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Genetic Polymorphisms and Haplotypes of Major Drug Metabolizing Enzymes in East Asians and Their Comparison with Other Ethnic Populations

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Remarkable ethnic differences in drug response are well known, and many of these can be attributed to differences in genetic backgrounds. Accumulating evidence has shown that genetic polymorphisms can cause the alteration or even loss of activity in drug metabolizing enzymes, transporters and receptors. Thus, genetic polymorphisms may be important in understanding these ethnic differences in drug response. Furthermore, haplotypes, linked combinations of genetic polymorphisms on a chromosome, have the advantage of providing more useful information on phenotype- genotype links than individual polymorphisms. In the past 6 years, mostly as a Japanese national project, we resequenced the exons and enhancer/promoter regions of more than 30 drug metabolizing enzymes, transporters and receptors using genomic DNA from 100 to 500 Japanese subjects, analyzed linkage-disequilibrium (LD), and estimated haplotype structures. Regarding CYP2C9 and 2C19, we found linkages between CYP2C19*2 or *3 and CYP2C9*1, and between CYP2C9*3 and CYP2C19*1 haplotypes. Haplotype structures of CYP2D6 are complicated by gene duplication or recombination. In contrast, the haplotype structure of CYP3A4 was simple, but close linkages were observed with other CYP3As. As for UGT1As, the 8 first exons encoding active isoforms and common exons 2-5 were divided into 5 blocks by LD analysis, and intra- and inter-block haplotypes were estimated. Several linkages of haplotypes with functional importance were revealed, such as UGT1A7*3 - UGT1A6*2 - UGT1A1*28 or *6. In this review, we summarize polymorphisms and haplotype structures of these clinically important drug metabolizing enzymes in East Asians, mainly from our Japanese data, and compare them with those of other ethnicities.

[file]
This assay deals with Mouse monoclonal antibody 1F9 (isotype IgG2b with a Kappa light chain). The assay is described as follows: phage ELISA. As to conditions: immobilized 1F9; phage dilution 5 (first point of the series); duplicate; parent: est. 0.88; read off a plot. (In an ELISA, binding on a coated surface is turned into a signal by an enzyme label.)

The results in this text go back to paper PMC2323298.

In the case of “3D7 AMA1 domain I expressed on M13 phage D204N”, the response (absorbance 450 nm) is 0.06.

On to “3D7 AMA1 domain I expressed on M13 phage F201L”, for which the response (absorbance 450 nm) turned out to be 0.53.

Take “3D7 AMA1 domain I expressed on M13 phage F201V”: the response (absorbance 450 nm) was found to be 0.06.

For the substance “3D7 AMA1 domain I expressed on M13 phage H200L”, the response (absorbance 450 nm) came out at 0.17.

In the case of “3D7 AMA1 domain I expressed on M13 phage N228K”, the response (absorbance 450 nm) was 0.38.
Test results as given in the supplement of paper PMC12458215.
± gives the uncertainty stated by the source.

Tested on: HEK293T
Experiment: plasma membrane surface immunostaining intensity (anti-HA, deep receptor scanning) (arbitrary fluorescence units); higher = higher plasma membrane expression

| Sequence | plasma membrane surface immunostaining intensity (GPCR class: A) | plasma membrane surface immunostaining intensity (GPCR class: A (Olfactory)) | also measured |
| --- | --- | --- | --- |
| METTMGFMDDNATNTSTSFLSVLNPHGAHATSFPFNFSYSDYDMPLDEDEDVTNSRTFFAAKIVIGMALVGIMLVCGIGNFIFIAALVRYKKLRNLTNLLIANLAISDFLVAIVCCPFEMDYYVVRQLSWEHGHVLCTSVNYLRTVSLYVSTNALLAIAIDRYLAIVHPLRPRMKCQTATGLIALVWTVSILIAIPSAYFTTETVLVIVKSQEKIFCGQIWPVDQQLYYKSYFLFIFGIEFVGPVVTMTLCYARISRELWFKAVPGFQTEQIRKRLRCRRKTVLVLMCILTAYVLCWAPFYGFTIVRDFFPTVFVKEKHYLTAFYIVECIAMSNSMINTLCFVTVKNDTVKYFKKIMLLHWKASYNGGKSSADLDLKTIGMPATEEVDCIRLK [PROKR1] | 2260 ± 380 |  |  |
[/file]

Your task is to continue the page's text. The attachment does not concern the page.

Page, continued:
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Keywords: CYP2C19 Alleles; CYP2C9 Polymorphisms; CYP2D6 Haplotypes; CYP3A4; UGT1A Gene

Document Type: Research Article

Affiliations: Project Team for Pharmacogenetics and Division of Biochemistry and Immunochemistry, National Institute of Health Sciences, 1-18-1 Kamiyoga, Setagaya, Tokyo 158-8501,Japan.

Publication date: March 1, 2007

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  • Current Pharmacogenomics provides comprehensive overviews of all current research on pharmacogenomics and pharmacogenetics. All areas of the field from pre-clinical to clinical research are covered, including related areas such as genomics, proteomics, target discovery, bioinformatics and novel diagnostics. This international journal is peer-reviewed and publishes both mini- and full review articles.

    The journal has become essential reading for all researchers and clinicians with interests in pharmacogenomics and pharmacogenetics.
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